---Adam Petchel on "Becky's New Car."
Oh theatre season of 2010-2011, it's been quite a whirlwind, hasn't it? From UW-L and Viterbo to The Muse Theatre, The Pump House, and the La Crosse Community Theatre, it's been a dazzling season that has taken us from the mean streets of New York City to the meaner seat of a menacing barber in London to the sunny shores of the French Rivera and the dankness of purgatory. We've have had our razzle dazzled, held hostage, and been riddled with doubt. Over seeing some 31 shows over the course of some 10 months, it all now comes down to this: The Suppies, the Second Supper's salute to the theatre community. Think of The Suppies as our version of the Tonys except Bret Michaels doesn't have to fear nearly been decapitated by any moving scenery. And now that the awards are out, we here thought that before we paper-mached all of our programs onto a lamp because we watched way too much HGTV in our formative years, we would look back at the scenes, the songs and the assorted scandals that made up the season.

So sit back, relax and enjoy this Mixtape!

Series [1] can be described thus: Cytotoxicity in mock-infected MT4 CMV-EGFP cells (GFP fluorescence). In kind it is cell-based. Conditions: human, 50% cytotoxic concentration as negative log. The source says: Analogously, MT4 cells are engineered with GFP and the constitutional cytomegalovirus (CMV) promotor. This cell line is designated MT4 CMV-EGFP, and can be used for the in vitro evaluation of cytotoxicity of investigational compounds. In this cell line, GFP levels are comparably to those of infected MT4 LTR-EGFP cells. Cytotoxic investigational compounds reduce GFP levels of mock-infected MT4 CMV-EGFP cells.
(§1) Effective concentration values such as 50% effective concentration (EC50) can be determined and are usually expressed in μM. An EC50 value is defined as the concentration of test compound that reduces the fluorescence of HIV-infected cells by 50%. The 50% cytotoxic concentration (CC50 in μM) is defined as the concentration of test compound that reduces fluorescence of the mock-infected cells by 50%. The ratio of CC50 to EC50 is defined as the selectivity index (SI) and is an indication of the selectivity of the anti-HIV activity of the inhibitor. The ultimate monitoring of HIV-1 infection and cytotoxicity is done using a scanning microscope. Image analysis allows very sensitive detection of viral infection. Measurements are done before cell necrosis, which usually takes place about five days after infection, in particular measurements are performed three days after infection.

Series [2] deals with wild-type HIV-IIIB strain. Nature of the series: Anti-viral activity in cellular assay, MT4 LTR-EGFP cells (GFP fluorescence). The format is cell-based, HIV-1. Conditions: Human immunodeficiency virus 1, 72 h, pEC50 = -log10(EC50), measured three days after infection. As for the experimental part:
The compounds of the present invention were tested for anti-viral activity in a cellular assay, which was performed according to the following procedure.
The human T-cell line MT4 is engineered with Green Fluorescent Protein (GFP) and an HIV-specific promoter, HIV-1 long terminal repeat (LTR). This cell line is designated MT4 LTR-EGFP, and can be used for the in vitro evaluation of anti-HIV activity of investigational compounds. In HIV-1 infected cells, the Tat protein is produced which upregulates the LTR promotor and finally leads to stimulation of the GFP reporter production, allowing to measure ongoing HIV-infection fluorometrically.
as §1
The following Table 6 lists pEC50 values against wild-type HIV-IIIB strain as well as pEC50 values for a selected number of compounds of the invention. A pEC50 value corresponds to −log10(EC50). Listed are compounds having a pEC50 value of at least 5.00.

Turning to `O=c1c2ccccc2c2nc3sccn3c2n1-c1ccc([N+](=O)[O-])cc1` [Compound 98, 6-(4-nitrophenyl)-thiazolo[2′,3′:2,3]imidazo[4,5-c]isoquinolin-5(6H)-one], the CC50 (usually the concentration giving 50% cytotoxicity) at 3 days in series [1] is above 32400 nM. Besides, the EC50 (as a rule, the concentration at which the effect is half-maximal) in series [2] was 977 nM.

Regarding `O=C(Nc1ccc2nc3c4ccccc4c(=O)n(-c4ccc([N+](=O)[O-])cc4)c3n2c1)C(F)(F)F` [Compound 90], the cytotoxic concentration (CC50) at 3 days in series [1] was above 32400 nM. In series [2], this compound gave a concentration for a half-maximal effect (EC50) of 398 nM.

"Somewhere in the midst of the Second Act carnage that takes place in 'Sweeney Todd,' when the demon barber is slicing and dicing some unfortunate patrons, the woman next to me let out an audible gasp. Her daughter next to her calmly, and rather hilariously, said in a reassuring tone, 'Don’t worry Mom, it isn’t real.'"
---Excerpt from review of The Muse Theatre's production of "Sweeney Todd."
We kick off this Mixtape with the Second Act opener from "Sweeney Todd," the tune "God That's Good" because that's what we found ourselves saying frequently over the season.

It's been a ridiculously strong season all the way around as the assorted theatre venues all took on big challenges in the form of hugely iconic shows like "West Side Story," "Chicago," "Sweeney Todd," and "Rent." All of these shows succeeded in being great productions, some working when they really did not have the right to given the limited space they were being performed on. But through grit, fate, tight choreography and a prayer to the acting gods, things managed to come together in truly amazing form.